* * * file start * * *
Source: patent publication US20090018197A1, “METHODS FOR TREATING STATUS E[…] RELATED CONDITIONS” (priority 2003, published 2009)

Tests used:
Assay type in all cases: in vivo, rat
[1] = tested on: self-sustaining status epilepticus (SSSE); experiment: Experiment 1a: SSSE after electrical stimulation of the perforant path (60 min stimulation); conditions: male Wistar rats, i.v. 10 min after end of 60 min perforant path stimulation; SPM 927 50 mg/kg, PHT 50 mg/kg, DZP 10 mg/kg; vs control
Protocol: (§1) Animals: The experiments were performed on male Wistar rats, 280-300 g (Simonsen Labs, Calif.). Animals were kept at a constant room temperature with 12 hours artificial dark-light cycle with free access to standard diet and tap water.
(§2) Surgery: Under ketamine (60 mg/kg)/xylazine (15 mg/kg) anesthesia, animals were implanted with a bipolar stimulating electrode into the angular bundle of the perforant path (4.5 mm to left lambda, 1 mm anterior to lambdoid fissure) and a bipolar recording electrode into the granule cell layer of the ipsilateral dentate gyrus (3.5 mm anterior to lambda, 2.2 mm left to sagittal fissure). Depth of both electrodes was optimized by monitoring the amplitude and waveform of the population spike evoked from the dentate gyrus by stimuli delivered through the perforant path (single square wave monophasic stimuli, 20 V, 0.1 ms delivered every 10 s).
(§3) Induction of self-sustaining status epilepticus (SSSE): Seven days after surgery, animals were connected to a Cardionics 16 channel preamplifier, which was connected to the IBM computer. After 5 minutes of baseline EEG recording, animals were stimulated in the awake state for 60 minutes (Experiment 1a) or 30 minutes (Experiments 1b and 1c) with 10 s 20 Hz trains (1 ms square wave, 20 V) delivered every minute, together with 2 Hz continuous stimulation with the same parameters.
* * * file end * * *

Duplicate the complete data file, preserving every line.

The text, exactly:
Source: patent publication US20090018197A1, “METHODS FOR TREATING STATUS E[…] RELATED CONDITIONS” (priority 2003, published 2009)

Tests used:
Assay type in all cases: in vivo, rat
[1] = tested on: self-sustaining status epilepticus (SSSE); experiment: Experiment 1a: SSSE after electrical stimulation of the perforant path (60 min stimulation); conditions: male Wistar rats, i.v. 10 min after end of 60 min perforant path stimulation; SPM 927 50 mg/kg, PHT 50 mg/kg, DZP 10 mg/kg; vs control
Protocol: (§1) Animals: The experiments were performed on male Wistar rats, 280-300 g (Simonsen Labs, Calif.). Animals were kept at a constant room temperature with 12 hours artificial dark-light cycle with free access to standard diet and tap water.
(§2) Surgery: Under ketamine (60 mg/kg)/xylazine (15 mg/kg) anesthesia, animals were implanted with a bipolar stimulating electrode into the angular bundle of the perforant path (4.5 mm to left lambda, 1 mm anterior to lambdoid fissure) and a bipolar recording electrode into the granule cell layer of the ipsilateral dentate gyrus (3.5 mm anterior to lambda, 2.2 mm left to sagittal fissure). Depth of both electrodes was optimized by monitoring the amplitude and waveform of the population spike evoked from the dentate gyrus by stimuli delivered through the perforant path (single square wave monophasic stimuli, 20 V, 0.1 ms delivered every 10 s).
(§3) Induction of self-sustaining status epilepticus (SSSE): Seven days after surgery, animals were connected to a Cardionics 16 channel preamplifier, which was connected to the IBM computer. After 5 minutes of baseline EEG recording, animals were stimulated in the awake state for 60 minutes (Experiment 1a) or 30 minutes (Experiments 1b and 1c) with 10 s 20 Hz trains (1 ms square wave, 20 V) delivered every minute, together with 2 Hz continuous stimulation with the same parameters.